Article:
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Mailing list for the LaTeX3 project <[log in to unmask]>
Sebastian Rahtz <[log in to unmask]>
Fri, 4 Dec 1998 09:45:46 +0000
Mailing list for the LaTeX3 project <[log in to unmask]>
text/plain (34 lines)
Chris Rowley writes:
 > I completely agree, and I do not think that editors would like it
 > either.  So I hate to say it yet again, but research maths notation
 > *is* different from natural languages (and, he added hastily, even
 > I am not at all against XML/MathML as a useful lanaguage, but it must
 > fit into authoring/editing systems for all types of maths that fully
 > supports all the different types of people who need to use them.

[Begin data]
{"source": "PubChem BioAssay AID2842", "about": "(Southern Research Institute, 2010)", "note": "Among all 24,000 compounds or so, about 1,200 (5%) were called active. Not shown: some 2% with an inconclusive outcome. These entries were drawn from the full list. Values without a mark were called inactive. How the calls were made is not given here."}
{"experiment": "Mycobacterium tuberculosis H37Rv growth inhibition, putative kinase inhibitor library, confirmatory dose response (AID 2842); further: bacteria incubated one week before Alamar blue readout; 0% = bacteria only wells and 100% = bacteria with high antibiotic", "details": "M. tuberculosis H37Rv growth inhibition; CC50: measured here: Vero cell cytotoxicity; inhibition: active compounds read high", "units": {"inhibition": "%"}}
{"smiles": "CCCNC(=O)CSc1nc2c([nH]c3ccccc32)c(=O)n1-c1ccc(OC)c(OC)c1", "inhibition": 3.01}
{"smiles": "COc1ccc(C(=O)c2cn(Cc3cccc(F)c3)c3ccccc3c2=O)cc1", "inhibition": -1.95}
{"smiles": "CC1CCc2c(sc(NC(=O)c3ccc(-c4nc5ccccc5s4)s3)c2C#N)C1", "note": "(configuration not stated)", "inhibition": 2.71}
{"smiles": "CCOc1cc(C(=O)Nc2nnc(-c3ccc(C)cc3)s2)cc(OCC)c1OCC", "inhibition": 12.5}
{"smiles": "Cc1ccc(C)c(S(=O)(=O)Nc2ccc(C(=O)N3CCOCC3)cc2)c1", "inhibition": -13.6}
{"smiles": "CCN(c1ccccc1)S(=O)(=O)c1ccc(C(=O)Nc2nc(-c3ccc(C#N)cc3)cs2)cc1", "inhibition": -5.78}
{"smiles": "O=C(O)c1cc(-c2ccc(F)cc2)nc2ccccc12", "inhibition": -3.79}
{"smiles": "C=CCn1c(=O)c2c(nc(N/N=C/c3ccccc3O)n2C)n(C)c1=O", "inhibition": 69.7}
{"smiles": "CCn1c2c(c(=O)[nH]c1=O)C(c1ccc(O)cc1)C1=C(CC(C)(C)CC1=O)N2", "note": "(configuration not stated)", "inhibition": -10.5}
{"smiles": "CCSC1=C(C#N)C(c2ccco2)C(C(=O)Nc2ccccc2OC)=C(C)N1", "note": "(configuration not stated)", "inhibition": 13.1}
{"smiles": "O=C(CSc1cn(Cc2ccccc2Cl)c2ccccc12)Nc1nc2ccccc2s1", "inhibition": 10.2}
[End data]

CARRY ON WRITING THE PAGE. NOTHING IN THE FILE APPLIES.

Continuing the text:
my (admittedly naive) view is that presentation MathML is like plain
TeX maths, ie it provides building blocks for putting practically any
math on the page. real users put a layer on top (macros), to let them
write commands which have semantic meaning for them.

if you accept this, then the XML/MathML world is no different. make up
a new language, using XML syntax, to say whatever you want
  <foo n="3">x<bar>y</bar></foo>
(forget the verbose syntax for now), and then provide the XSL
transformation script which maps that to presentational MathML. within
your own research group, write software which groks <foo> directly.

you lose the tight coupling of markup and presentation that TeX
provides, but you gain a language considerably more amenable to
computer processing, a cleaner mapping layer, and access to the
software the rest of the world will be using. your friend TeX will
still be there underneath, formatting away for you.

as i say, i may be being naive, but i think the Third Way has
advantages, and i dont see how it really constrains Chris' research